What's bugging treasury bonds

Treasury auctions went poorly last week and 10‐year yields have moved up to the highest levels since June last year (when yields touched 4%). Currently trade at 3.78.
 
What has diminished the demand for Treasuries? John Ryding has an opinion.  He is the cheif economist at RDQ Economics and is frequently a guest on CNBC. From his conference call:
Greek Contagion: The focus on Greece’s fiscal ratios and the attempts to negotiate a support package may have resulted in some Mediterranean contagion washing up on US shores.

Buffet bonds trading through two‐year

Healthcare: Passage of healthcare takes US one step closer to fiscal disaster. Joke that it is scored as a deficit reduction package. New entitlement spending will likely exceed projections (as Medicare did before—in 1965 projection, Medicare Part A spending for 1990 was $9 billion but it turned out at $66 billion). Savings on Medicare unlikely to materialize.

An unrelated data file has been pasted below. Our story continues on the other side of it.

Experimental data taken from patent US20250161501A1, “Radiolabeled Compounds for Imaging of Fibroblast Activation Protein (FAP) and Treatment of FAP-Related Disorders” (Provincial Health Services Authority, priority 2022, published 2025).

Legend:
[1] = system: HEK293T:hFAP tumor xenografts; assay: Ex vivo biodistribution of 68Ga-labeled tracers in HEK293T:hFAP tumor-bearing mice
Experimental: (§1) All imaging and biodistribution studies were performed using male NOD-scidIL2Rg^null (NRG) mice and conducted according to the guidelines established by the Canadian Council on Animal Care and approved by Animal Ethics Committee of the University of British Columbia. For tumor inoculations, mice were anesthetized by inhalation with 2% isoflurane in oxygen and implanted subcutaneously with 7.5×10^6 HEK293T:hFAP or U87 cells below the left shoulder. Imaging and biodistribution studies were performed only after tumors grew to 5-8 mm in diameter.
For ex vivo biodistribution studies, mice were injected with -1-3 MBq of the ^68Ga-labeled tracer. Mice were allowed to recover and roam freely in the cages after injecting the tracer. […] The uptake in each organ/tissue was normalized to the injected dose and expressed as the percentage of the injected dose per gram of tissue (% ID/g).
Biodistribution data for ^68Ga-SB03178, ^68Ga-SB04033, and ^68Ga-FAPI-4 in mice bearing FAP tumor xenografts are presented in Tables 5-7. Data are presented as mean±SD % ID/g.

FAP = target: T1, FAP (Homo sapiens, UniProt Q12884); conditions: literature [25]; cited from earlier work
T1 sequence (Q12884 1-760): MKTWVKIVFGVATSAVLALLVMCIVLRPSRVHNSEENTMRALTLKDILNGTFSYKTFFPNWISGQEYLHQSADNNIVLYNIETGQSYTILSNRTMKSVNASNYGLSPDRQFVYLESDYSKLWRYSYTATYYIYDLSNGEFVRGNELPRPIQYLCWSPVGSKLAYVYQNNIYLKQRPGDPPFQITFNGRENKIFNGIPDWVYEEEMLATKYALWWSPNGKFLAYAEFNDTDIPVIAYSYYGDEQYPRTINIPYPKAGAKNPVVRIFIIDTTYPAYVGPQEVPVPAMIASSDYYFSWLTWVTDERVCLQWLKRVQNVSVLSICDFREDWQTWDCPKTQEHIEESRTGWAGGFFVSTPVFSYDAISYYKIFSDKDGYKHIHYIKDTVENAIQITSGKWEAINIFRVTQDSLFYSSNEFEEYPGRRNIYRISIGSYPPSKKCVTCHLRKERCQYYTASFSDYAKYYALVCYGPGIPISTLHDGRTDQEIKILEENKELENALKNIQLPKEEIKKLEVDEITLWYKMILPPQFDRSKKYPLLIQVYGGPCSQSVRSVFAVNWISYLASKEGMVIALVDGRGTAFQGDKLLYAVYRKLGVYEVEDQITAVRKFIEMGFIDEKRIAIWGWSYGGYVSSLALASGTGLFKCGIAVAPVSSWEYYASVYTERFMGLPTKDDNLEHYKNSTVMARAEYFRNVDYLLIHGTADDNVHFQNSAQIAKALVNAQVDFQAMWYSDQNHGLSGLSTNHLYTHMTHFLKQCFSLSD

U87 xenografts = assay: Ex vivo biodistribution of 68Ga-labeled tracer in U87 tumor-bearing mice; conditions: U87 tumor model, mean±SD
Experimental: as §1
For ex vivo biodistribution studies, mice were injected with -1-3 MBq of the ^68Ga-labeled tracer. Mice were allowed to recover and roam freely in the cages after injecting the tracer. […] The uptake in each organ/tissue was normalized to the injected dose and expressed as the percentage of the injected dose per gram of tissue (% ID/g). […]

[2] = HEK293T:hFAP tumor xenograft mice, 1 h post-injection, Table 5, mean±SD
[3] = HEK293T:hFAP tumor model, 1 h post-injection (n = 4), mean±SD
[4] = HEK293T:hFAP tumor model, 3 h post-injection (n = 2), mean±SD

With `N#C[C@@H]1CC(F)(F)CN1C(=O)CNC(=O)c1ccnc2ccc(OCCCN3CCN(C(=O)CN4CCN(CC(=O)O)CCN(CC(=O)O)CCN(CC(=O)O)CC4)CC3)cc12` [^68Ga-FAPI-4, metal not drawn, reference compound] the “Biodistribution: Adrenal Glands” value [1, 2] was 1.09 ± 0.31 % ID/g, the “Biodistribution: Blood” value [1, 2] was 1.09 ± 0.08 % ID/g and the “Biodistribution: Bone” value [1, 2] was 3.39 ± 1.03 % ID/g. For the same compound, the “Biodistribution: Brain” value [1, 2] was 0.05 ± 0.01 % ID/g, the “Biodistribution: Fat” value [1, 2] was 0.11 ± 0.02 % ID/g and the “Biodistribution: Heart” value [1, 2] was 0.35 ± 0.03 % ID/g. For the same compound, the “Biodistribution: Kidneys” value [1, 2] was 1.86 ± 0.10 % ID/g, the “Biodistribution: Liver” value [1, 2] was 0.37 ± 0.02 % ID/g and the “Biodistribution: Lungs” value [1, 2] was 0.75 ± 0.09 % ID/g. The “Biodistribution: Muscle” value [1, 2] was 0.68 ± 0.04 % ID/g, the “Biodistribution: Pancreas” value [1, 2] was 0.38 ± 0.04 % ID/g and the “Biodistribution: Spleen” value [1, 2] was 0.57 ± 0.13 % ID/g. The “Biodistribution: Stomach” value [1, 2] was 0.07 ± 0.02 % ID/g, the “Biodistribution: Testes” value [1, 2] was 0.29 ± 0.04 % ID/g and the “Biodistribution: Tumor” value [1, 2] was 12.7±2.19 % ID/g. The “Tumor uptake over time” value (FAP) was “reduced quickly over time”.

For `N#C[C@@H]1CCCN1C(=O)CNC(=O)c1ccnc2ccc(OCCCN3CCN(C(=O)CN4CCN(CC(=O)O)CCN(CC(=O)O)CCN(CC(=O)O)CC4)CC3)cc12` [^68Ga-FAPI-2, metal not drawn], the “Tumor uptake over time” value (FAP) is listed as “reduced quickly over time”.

End of Fed Purchase Programs: Fed MBS and GSE debt purchase program ends this week. These programs, along with Treasury purchases, have removed $1.7 trillion of debt from the
market.

Stronger Data Ahead: Recovery seen picking up momentum, added to by weather rebound and temporary Census hiring. Payroll employment seen at 300K in March.

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